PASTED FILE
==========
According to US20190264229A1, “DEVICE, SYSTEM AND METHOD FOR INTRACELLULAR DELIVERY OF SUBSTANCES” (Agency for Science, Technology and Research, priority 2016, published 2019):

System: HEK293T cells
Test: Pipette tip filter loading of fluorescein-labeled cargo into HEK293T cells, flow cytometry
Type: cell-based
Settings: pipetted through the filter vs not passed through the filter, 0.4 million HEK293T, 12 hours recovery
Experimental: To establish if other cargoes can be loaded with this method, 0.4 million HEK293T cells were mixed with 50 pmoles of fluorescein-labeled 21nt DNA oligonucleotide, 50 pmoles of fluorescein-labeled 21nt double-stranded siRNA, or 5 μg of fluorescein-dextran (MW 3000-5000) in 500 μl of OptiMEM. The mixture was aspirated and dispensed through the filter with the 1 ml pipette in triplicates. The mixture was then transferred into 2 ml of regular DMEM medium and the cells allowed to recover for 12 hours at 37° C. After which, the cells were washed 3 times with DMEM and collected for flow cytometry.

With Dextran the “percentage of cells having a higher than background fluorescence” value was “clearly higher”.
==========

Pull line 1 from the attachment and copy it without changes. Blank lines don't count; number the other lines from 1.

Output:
According to US20190264229A1, “DEVICE, SYSTEM AND METHOD FOR INTRACELLULAR DELIVERY OF SUBSTANCES” (Agency for Science, Technology and Research, priority 2016, published 2019):